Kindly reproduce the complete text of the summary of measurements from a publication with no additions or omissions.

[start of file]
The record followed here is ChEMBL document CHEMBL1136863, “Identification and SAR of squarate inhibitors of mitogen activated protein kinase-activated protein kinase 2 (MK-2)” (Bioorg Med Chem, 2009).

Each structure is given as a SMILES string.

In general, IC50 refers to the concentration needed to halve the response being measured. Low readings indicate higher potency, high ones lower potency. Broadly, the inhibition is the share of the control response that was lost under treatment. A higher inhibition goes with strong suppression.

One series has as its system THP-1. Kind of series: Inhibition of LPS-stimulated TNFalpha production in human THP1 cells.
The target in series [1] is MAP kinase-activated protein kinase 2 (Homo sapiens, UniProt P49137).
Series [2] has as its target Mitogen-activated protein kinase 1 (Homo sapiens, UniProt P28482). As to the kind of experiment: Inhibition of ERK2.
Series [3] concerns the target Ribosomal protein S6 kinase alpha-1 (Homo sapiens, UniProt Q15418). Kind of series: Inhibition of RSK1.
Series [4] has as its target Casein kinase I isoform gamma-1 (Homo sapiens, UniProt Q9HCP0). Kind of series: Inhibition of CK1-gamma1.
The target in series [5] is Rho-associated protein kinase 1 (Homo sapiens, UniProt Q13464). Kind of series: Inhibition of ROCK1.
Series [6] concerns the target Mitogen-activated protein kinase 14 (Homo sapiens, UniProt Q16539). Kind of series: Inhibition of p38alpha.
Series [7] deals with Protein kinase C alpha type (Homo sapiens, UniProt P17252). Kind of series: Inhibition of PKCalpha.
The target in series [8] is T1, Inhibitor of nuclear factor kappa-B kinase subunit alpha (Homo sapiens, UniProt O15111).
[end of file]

The record followed here is ChEMBL document CHEMBL1136863, “Identification and SAR of squarate inhibitors of mitogen activated protein kinase-activated protein kinase 2 (MK-2)” (Bioorg Med Chem, 2009).

Each structure is given as a SMILES string.

In general, IC50 refers to the concentration needed to halve the response being measured. Low readings indicate higher potency, high ones lower potency. Broadly, the inhibition is the share of the control response that was lost under treatment. A higher inhibition goes with strong suppression.

One series has as its system THP-1. Kind of series: Inhibition of LPS-stimulated TNFalpha production in human THP1 cells.
The target in series [1] is MAP kinase-activated protein kinase 2 (Homo sapiens, UniProt P49137).
Series [2] has as its target Mitogen-activated protein kinase 1 (Homo sapiens, UniProt P28482). As to the kind of experiment: Inhibition of ERK2.
Series [3] concerns the target Ribosomal protein S6 kinase alpha-1 (Homo sapiens, UniProt Q15418). Kind of series: Inhibition of RSK1.
Series [4] has as its target Casein kinase I isoform gamma-1 (Homo sapiens, UniProt Q9HCP0). Kind of series: Inhibition of CK1-gamma1.
The target in series [5] is Rho-associated protein kinase 1 (Homo sapiens, UniProt Q13464). Kind of series: Inhibition of ROCK1.
Series [6] concerns the target Mitogen-activated protein kinase 14 (Homo sapiens, UniProt Q16539). Kind of series: Inhibition of p38alpha.
Series [7] deals with Protein kinase C alpha type (Homo sapiens, UniProt P17252). Kind of series: Inhibition of PKCalpha.
The target in series [8] is T1, Inhibitor of nuclear factor kappa-B kinase subunit alpha (Homo sapiens, UniProt O15111).